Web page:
In the Spotlight
   
   


Announcing the beta launch of
FActivities.com!

Factivities...which means "Facilitated Activities," is our concept for a searchable online database of experiential activities for facilitators and trainers. This site is being developed in response to many of our readers requests and we're finally getting it off the ground, in it's current beta form, for a dry run.

We're anticipating an official launch sometime within the next 3-6 months depending on how quickly we can build the database. Here are the major features we'd love you to have a look at, think about, and comment on.

Submission Incentives

We've put together some incentives for exercise authors, like yourselves, to submit exercises to our database. Here's what we've got so far. Please tell us what you think of these incentives. Any changes? Additions? Do these move you to submit your exercises?

- You retain copyright to your material for your own use elsewhere. Copyright to your material will simply be shared with Factivities.com.

- Every exercise you submit will contain your bio, including any contact info and website links you desire. Your exercise will be exposed to thousands of facilitators and trainers helping to effortlessly spread the word about your work.

- The Factivities.com site will be advertised weekly in our Master Facilitator Journal going to over 9,000 readers (and a plan to build this to over 25,000). When this site is officially launched, we will vigorously market it through all of our FacilitatorU.com sites.

- Free database access if you submit 3 or more exercises.

  • Submit 3 exercise or more and get full database access for 6 months.
  • Submit 5 exercises or more and get full database access for one year.
  • Submit 10 or more exercises and get free lifetime membership to database.

- Submitting your exercises will help build this database, making it a better tool for your own use as a facilitator.

Copyright and usage

We've put together copyright and usage notices for site users of the exercises. And we've put together our submission guidelines here. How do these look to you? Are we missing anything? Off base anywhere?

Exercise Input Form

We've developed an exercise input form that allows you, yes I mean YOU, to come to the site and input your exercise. Then a webpage is generated and posted on the site for us to review prior to approval. It's very slick and should really help us build this site fast. Thank you Jopa at ezezine.com for this development. Please check it out here.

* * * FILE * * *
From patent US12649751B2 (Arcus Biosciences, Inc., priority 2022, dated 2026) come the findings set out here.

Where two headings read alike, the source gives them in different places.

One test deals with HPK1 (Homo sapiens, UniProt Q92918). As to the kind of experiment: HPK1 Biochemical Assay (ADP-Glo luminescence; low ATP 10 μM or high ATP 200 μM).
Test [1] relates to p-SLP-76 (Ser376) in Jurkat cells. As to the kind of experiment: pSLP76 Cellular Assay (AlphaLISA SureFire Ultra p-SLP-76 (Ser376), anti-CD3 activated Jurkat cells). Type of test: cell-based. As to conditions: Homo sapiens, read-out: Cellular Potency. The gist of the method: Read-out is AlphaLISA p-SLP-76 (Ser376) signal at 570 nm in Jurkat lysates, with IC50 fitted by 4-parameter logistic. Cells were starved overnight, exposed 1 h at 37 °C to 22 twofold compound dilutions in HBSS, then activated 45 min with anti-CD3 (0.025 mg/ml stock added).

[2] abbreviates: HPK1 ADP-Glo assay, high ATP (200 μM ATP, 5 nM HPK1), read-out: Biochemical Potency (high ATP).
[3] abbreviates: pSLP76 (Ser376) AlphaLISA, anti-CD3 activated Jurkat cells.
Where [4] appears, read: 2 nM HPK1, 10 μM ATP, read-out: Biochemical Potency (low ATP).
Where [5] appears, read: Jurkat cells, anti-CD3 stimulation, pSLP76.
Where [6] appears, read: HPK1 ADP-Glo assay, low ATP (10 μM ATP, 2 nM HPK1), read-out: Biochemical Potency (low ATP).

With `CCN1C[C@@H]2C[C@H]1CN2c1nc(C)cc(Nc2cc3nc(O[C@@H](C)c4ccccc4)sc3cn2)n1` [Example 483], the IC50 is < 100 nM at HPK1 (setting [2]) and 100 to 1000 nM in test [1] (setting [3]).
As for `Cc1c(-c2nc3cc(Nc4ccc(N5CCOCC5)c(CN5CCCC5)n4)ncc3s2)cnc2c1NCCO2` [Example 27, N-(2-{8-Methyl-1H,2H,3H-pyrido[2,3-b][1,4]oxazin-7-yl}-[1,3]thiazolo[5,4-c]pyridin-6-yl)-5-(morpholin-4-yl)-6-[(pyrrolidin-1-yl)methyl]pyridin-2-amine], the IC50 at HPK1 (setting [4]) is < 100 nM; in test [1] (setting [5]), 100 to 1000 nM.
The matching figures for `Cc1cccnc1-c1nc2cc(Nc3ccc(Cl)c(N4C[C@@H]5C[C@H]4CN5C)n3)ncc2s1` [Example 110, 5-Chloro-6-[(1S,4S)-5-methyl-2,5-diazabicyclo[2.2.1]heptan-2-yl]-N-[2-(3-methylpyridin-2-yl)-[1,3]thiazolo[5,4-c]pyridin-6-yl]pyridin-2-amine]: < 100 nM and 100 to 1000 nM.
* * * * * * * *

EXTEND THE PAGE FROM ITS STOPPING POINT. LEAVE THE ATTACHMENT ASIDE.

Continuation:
Site Search Engine

We've put up a "site search engine" that lets you search for exercises based on keywords, outcome, category, etc. Please give it a whirl and let us know what you think of it. Do you like the summaries returned for each exercise? Will you find this particular info useful when searching for exercises? Does any of the info need to change? Understand we only have about 10 exercises in there right now so don't be surprised if your search request doesn't return anything. Just give it another try. You can also just click through each category and review exercise summaries manually as well. This is probably all we really need in the short term, but when we have a thousand exercises in the system, the search engine should come in real handy.

Submit Yours!

Please submit any originally developed exercises that you have and pass the word to other facilitators and invite them to do the same. We really appreciate your support on this!

Finally, let us know what you think of the site overall. Particularly if you see something that you'd like to see changed.

 

 
Thank you for reading this issue of the Master Facilitator Journal. Look for your next issue on November 4, 2003.